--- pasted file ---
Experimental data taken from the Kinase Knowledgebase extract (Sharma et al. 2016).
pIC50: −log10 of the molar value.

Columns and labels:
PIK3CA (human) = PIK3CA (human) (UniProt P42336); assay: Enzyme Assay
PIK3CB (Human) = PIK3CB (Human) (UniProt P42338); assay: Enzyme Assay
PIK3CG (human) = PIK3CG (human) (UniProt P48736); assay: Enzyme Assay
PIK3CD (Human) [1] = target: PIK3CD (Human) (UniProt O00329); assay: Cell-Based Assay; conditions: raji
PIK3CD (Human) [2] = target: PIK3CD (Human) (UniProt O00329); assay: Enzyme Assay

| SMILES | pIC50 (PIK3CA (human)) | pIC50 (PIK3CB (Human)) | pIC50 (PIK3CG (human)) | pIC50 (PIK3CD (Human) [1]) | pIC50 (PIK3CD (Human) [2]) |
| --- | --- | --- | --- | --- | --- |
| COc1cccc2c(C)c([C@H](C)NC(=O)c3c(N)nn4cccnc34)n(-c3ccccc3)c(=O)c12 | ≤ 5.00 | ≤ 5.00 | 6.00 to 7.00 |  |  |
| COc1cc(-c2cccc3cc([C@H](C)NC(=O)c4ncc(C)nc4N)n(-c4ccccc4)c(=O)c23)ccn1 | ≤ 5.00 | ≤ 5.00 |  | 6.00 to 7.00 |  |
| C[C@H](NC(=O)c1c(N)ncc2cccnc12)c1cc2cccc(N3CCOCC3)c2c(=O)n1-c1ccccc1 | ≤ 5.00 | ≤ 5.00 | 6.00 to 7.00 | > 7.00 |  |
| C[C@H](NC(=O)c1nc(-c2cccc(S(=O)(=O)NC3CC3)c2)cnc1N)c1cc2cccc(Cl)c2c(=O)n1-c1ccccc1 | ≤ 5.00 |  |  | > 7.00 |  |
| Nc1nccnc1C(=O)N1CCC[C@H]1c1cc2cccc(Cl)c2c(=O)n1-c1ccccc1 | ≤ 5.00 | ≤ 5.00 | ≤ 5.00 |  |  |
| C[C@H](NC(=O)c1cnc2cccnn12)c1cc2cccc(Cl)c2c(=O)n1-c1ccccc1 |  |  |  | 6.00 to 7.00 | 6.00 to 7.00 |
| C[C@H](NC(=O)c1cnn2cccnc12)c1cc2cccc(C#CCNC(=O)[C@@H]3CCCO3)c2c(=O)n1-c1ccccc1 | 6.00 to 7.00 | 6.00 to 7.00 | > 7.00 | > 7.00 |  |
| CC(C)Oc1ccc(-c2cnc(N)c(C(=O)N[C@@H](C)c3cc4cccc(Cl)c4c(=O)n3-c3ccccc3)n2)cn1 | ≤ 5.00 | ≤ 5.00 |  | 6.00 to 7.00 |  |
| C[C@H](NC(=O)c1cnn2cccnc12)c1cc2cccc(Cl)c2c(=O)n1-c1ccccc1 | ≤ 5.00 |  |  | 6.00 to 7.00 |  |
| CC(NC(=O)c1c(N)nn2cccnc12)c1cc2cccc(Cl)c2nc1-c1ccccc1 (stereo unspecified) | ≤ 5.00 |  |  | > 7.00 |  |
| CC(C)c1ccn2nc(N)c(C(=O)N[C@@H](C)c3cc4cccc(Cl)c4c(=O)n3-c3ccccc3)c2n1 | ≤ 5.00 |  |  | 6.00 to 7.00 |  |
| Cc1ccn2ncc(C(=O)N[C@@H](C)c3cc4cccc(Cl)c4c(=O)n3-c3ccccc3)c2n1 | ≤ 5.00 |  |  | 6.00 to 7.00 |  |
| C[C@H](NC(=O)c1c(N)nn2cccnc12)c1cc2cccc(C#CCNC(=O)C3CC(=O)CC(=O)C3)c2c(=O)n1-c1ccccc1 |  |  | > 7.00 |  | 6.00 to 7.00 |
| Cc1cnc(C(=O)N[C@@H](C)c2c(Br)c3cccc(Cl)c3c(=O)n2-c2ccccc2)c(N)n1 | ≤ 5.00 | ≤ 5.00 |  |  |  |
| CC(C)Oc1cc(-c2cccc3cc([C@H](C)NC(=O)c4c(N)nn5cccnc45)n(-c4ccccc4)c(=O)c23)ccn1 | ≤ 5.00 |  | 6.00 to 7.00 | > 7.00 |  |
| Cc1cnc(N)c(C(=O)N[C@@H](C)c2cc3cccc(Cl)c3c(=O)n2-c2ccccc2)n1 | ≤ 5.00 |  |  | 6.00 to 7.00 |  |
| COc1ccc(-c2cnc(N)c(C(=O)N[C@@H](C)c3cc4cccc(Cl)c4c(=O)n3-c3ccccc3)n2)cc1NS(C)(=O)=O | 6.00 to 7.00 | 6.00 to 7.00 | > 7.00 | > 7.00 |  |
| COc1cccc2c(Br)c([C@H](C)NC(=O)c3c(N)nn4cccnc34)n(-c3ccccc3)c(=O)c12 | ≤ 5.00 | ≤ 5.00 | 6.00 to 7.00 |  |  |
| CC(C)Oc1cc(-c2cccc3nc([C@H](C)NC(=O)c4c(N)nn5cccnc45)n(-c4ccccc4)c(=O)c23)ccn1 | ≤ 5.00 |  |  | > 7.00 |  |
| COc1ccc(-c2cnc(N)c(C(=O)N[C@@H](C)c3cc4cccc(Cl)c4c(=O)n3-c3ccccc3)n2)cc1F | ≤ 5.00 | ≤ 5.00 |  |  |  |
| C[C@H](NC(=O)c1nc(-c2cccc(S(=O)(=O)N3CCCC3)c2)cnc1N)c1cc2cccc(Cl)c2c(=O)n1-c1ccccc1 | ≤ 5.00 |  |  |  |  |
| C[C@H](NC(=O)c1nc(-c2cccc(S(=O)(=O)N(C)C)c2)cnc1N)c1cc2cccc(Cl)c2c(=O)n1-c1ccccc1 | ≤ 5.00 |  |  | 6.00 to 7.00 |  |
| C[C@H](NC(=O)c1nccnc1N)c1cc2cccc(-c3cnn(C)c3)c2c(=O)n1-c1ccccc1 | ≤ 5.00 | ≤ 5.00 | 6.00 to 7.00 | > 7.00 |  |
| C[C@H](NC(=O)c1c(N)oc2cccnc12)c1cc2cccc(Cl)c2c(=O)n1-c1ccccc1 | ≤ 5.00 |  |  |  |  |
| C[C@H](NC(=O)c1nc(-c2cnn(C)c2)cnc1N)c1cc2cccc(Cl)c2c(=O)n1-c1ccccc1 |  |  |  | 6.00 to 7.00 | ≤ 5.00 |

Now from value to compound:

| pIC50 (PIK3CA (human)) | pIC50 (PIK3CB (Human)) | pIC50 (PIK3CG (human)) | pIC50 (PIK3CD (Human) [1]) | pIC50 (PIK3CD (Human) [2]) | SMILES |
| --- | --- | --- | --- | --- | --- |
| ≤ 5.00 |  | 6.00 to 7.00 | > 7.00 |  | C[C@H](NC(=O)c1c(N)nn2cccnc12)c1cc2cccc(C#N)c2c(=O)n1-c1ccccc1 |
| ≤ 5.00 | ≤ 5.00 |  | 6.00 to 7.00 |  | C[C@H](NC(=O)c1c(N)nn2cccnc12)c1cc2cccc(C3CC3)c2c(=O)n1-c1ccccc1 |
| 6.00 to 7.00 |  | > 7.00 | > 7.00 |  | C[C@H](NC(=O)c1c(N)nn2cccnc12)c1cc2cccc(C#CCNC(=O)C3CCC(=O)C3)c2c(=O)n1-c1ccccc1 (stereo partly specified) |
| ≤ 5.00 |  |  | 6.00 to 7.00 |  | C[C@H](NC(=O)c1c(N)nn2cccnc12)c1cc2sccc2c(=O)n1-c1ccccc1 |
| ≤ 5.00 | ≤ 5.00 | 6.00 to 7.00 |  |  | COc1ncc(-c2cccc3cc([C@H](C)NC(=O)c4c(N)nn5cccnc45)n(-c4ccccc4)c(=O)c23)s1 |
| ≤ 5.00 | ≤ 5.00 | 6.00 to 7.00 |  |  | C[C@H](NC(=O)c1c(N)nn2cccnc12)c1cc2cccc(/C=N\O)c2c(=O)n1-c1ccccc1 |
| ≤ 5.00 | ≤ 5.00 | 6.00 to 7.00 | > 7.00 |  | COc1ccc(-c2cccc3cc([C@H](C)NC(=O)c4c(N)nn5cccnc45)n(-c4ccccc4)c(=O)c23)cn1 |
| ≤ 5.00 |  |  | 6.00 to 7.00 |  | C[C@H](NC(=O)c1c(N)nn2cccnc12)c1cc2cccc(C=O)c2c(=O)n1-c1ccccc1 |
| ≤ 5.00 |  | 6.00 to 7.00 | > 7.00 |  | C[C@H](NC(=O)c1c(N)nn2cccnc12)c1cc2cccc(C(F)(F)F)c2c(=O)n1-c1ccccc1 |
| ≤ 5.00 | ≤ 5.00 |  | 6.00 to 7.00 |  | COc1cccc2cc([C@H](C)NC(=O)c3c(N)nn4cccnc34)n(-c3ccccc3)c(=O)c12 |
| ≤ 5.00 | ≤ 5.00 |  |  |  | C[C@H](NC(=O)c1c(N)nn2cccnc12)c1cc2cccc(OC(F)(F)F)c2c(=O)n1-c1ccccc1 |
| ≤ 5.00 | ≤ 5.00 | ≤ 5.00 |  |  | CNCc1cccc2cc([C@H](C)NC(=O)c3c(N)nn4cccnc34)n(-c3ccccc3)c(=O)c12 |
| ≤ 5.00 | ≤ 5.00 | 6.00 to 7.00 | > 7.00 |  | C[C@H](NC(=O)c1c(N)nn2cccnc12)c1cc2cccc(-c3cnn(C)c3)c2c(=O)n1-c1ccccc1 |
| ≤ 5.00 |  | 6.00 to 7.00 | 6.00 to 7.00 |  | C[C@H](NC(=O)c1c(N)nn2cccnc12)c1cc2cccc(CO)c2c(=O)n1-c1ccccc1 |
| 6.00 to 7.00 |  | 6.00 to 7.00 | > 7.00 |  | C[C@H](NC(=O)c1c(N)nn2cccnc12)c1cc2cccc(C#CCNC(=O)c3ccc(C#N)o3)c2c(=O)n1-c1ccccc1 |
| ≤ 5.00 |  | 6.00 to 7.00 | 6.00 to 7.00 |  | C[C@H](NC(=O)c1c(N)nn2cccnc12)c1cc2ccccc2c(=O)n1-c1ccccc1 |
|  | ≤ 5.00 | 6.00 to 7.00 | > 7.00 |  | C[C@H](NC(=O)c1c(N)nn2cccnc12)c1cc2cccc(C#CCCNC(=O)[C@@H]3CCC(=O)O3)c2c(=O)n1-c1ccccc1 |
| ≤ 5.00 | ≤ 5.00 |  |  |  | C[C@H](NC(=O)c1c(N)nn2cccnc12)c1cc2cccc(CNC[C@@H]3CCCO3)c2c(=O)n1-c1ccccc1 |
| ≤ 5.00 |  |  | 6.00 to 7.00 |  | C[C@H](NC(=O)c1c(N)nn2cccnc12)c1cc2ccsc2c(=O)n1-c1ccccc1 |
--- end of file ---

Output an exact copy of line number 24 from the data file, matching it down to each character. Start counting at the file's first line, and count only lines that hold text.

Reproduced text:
| Cc1cnc(C(=O)N[C@@H](C)c2c(Br)c3cccc(Cl)c3c(=O)n2-c2ccccc2)c(N)n1 | ≤ 5.00 | ≤ 5.00 |  |  |  |